But instructions aren’t the only things we need to hear more than once in order to take them to heart. In order to survive and thrive we all need to hear someone say to us, “I love you.” And it needs to happen more often than once a year on Valentine’s Day. For some of us who have weathered the hurts of broken relationships, saying “I love you,” for the first time again is one of the most frightening things we will ever do. It means we have to become vulnerable again.

So, what does Jesus mean when he says to Peter, “Feed my lambs, “Take care of my sheep, “Feed my sheep.” Let me give you an example:

A young boy Joshua was learning how to tend to the sheep on their farm. Joshua met his father at the appointed place and time in the morning. It was a beautiful day with the sun just starting to spread out over the valley of their farm. As Joshua approached the sheep pen his father got up and walked over to the gate. He unlatched the hook and swung the gate wide open. As soon as the gate was opened an amazing thing happened: All the sheep came out and gathered around Joshua. Joshua was afraid at first that they would all get away, but they stood around him expectantly.  “They want to be fed,” said Joshua to his father. “Yes,” his father replied. “Come walk with me.” The two of them began walking, and to Joshua’s amazement the sheep followed them.

“They’re following you, Joshua,” explained his father. “They know you because you’ve done such a fine job of taking care of them this week.”

The father and son walked along a dirt road for half an hour with the sheep always right behind them. At the end of the road was a large field with long grass and a stream running through it. The field was fenced and Joshua’s father opened the gate.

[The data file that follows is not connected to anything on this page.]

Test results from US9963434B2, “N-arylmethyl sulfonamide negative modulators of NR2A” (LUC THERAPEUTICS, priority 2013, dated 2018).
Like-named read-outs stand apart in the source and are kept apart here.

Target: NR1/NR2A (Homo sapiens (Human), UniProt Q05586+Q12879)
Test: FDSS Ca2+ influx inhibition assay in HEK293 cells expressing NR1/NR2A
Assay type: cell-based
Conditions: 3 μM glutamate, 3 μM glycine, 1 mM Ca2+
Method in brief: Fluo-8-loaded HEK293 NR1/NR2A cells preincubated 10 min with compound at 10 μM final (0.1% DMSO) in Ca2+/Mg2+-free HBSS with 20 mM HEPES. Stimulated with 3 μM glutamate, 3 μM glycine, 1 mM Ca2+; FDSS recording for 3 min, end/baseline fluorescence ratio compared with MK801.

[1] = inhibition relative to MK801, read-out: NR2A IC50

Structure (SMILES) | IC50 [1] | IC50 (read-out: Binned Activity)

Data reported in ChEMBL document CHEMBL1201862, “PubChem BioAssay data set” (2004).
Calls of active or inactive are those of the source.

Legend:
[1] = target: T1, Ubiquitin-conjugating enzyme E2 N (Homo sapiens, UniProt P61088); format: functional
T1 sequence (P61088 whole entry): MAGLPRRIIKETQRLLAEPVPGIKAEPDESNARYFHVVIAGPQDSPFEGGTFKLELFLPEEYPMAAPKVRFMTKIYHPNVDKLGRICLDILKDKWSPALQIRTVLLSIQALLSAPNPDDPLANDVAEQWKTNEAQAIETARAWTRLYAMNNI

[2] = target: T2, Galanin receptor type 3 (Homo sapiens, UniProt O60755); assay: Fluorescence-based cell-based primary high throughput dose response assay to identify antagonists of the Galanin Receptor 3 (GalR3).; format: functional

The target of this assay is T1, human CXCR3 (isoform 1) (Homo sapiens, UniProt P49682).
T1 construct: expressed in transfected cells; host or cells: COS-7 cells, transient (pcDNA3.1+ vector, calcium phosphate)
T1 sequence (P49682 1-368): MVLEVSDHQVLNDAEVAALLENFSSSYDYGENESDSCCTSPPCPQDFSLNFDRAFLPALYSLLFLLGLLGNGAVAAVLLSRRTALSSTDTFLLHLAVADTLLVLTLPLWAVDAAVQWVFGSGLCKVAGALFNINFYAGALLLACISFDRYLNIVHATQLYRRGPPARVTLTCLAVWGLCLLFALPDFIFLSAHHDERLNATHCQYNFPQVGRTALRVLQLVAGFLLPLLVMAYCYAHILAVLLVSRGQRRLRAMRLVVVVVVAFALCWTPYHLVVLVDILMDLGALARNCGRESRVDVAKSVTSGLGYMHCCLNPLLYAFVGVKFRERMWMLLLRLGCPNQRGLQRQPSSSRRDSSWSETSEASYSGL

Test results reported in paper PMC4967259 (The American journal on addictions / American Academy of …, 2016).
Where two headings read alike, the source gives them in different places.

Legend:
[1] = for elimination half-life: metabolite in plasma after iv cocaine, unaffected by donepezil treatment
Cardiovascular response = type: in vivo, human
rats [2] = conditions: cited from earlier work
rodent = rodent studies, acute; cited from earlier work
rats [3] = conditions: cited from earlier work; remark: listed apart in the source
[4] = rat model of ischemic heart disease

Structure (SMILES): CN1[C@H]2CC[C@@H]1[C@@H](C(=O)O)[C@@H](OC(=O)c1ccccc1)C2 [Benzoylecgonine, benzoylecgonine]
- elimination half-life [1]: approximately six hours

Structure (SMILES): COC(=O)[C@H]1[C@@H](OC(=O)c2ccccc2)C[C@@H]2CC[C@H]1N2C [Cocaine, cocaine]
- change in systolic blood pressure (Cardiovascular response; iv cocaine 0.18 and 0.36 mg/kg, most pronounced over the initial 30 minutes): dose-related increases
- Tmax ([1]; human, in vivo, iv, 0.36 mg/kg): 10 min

“Walk in there, a-ways,” he told Joshua. Joshua did and the sheep followed him in. Once inside, the sheep began to graze and drink from the stream.  Joshua’s father shut the gate and then spoke to him. “You don’t need to stay right here with them all day. Just bring ‘em up here in the morning and bring them home at night. You see, sheep aren’t that difficult. If you lead them to a green pasture, they’ll feed themselves.” *

I think this is what Jesus is saying to Peter about caring for us. Jesus is our Good Shepherd and he wants Peter to care for us the same way Jesus does.

David wrote in Psalm 23:1, ‘The Lord is my shepherd, I shall not be in want.’ If we allow Jesus to be our Good Shepherd, we will pass any test we encounter in our earthly life. Joe and I know, because we trusted Jesus when we were tested the summer of 2018 with his illness. The Good Shepherd did exactly what he said he would. Jesus proved he is a God who answers prayers and keeps promises.

I encourage you to trust Jesus with your life, no matter what you are going through, as a child, a teenager or an adult. Give control of your life to Jesus, and God will take care of you, he will never leave you or forsake you. The key is to trust the Good Shepherd with your life.

Pastor Rosemary DeHut

References: *Scott Ennis, “Feed my sheep,” LDS Writers WebSite, June 19, 2003,  Scott Ennis copyright owner.